Zimmerman said the elder Manchel was in an upbeat mood when she chatted with his family on Saturday.
"He was 100 percent engaged, proud, humble — as these veterans are," Zimmerman said. "You could just tell how proud they all were of him. It was just wonderful, a loving, loving family."
American Airlines offered to take the veteran’s remains and relatives to Michigan, where services and burial are planned.
Six other deaths have happened on Honor Flights originating from other cities.
"We know this is a potential situation," said Smith. "We want to honor these veterans, but this is one of our worst fears that this might happen. We do everything we can to make sure these veterans are safe."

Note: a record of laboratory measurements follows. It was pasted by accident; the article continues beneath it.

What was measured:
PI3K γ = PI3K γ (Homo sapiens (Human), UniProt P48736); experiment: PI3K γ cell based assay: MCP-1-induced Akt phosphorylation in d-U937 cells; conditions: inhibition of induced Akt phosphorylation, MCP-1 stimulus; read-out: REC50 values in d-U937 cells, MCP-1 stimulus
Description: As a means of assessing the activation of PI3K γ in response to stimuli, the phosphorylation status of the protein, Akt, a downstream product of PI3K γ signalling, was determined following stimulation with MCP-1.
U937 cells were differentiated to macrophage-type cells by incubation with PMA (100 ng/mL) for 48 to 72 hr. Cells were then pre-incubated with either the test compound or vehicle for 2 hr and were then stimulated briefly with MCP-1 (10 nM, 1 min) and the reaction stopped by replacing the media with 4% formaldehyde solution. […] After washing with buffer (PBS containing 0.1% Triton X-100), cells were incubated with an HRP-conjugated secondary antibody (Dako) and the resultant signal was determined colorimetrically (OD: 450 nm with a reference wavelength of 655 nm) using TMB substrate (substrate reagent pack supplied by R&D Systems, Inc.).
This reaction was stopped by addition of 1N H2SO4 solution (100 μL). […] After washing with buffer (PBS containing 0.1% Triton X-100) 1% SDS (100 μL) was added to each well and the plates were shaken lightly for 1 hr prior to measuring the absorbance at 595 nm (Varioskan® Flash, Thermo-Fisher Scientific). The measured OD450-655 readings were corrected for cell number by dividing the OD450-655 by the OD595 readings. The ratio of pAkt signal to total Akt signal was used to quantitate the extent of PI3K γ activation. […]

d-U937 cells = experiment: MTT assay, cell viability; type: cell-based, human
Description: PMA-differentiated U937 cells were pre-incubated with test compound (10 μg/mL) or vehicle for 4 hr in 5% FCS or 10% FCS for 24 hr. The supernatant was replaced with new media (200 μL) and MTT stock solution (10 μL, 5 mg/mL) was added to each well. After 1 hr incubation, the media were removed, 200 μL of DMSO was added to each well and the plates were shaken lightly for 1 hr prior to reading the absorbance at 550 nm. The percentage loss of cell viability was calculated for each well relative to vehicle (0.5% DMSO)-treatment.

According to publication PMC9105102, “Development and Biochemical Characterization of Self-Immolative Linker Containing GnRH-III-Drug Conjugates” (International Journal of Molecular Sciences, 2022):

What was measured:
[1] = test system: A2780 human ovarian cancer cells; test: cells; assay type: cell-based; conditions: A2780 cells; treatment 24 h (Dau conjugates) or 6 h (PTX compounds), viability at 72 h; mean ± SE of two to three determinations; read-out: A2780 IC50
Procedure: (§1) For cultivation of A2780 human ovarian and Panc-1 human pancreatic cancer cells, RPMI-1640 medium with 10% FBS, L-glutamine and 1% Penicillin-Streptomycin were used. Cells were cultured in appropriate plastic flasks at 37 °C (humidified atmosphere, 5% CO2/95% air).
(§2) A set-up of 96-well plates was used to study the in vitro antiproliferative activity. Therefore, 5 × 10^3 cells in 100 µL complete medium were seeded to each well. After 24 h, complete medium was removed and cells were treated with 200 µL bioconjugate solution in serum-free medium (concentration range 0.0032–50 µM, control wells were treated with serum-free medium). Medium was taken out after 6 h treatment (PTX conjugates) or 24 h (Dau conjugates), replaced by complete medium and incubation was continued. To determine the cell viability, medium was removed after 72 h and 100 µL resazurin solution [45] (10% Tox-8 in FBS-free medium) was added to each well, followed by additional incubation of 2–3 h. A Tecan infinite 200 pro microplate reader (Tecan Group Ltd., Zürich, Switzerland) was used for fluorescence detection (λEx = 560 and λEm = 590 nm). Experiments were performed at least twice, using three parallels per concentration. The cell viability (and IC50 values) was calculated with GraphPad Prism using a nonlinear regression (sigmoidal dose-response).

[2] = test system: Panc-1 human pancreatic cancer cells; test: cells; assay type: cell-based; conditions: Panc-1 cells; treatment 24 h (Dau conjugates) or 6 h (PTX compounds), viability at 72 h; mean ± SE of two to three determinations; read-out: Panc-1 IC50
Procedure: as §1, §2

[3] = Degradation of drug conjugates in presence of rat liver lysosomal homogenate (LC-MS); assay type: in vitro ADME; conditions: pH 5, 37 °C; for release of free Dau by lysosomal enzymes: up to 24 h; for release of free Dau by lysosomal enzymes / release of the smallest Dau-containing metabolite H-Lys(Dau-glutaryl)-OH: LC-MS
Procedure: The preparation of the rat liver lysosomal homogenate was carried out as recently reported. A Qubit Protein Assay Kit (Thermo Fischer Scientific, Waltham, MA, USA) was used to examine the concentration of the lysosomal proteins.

The non-profit Honor Flight Network was founded to enable aging veterans to visit the National World War II Memorial, which was completed in 2004.
The organization plans to eventually focus on Korean War veterans and then those who served in Vietnam.

Stripes: Taliban attack targets US aid group in downtown Kabul
By J.P. LAWRENCE | STARS AND STRIPESPublished: May 8, 2019
KABUL, Afghanistan – Gunfire and multiple blasts shook the Afghan capital Wednesday morning as Taliban insurgents attacked a U.S. aid organization in the center of the city.
At least nine people were injured, officials said.
The attack targeted the compound housing Counterpart International, an Arlington, Va.-based nonprofit whose civil society programs in the country are funded by the United States Agency for International Development.